When Source Selection Authority Must Explain Re-Evaluation
Wall Street Journal quotes Justin Weddle in "DOJ Raises Stakes, Lowers Incentives of Settlement Talks"
Wall Street Journal
Five minute late filing sinks appeal
Five minutes in the grand scheme of things does not sound like a long time. It’s not enough time to get a haircut, run to the store, or even wash the dishes. Five minutes is .000038ths of 90 days. But when it comes to deadlines for timely appeals, five minutes becomes very important.
Judge Daniels indicated that “our rules regarding filing of appeals of contracting officer decisions mean what they say and are to be construed strictly. A notice of appeal which was filed later than the ninetieth day after the contractor’s receipt of a contracting officer decision … must be dismissed for lack of jurisdiction.” That is true whether the filing is one minute late, five minutes late or one month late.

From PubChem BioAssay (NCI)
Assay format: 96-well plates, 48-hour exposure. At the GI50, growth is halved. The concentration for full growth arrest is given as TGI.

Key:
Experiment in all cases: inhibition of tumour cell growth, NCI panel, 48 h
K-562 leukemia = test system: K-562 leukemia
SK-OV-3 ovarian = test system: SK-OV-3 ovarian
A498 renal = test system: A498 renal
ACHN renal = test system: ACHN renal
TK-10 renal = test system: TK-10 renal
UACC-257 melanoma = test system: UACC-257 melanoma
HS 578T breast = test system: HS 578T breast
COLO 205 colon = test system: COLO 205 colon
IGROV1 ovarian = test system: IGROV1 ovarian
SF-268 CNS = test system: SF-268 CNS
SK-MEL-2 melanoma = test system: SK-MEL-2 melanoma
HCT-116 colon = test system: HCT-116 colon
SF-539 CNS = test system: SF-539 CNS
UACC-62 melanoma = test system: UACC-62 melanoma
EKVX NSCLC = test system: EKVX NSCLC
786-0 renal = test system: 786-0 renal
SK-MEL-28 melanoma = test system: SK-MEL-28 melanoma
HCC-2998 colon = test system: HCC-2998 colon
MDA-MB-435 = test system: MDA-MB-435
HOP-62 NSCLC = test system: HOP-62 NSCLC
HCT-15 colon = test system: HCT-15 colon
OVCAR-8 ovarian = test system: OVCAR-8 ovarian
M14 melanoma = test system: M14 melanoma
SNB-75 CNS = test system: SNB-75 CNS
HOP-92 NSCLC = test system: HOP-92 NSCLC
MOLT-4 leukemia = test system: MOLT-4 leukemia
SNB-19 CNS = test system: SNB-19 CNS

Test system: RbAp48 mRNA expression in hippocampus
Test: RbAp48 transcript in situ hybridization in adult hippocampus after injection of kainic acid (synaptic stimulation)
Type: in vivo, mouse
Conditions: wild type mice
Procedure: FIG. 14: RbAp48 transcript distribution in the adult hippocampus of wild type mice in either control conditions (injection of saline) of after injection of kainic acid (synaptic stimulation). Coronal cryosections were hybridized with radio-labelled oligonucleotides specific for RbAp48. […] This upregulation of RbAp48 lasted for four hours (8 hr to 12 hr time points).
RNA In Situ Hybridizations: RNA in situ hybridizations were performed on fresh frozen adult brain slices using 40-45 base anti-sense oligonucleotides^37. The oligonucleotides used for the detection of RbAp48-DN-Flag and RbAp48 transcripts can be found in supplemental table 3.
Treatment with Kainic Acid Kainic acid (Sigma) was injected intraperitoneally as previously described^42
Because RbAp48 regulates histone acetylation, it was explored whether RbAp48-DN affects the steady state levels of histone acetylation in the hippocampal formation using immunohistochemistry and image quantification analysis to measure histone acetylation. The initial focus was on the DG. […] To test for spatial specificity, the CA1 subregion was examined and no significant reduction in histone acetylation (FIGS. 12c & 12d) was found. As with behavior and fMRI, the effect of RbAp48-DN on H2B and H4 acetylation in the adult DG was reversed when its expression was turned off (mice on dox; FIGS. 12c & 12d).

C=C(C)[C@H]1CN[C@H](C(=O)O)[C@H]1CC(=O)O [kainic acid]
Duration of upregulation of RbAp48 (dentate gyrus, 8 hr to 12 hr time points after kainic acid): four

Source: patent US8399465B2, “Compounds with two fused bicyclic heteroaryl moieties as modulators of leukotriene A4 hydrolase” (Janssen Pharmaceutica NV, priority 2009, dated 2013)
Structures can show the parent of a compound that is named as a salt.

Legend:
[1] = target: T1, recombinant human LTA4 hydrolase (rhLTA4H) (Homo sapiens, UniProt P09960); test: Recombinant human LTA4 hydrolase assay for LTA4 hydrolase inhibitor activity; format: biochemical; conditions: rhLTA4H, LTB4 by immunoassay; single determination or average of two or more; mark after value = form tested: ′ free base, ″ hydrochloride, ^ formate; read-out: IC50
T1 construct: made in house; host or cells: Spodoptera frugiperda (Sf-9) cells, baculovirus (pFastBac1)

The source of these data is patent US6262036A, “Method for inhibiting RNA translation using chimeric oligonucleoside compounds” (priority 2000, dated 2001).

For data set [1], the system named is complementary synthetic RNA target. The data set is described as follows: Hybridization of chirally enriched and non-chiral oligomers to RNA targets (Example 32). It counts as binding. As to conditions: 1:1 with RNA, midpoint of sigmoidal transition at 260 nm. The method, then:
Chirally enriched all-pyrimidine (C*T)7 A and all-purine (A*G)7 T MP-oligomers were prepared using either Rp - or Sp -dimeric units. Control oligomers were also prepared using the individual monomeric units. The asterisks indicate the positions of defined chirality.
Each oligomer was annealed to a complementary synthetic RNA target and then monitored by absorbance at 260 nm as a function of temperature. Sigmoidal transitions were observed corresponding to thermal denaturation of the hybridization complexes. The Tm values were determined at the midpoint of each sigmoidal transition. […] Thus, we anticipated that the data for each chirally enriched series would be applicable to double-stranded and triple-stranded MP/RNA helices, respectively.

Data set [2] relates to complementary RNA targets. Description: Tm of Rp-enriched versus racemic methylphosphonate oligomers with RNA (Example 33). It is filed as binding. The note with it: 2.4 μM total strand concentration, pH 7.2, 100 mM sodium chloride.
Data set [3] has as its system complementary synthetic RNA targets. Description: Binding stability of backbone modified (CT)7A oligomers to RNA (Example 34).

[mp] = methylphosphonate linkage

The Internet is Not a Lawyer
Under some laws–for example, the Fair Labor Standards Act, which governs minimum wages and overtime pay–courts are instructed to impose more stringent penalties if they find that a violation was “willful.” An FLSA violation is willful if the employer showed reckless disregard for whether its conduct was prohibited by the statute. In contrast, an employer that violated the FLSA but can show that it made good faith efforts to ascertain its legal obligations may pay less in back wages. In effect, if you make an effort to understand and comply with the law you get bonus points for good behavior.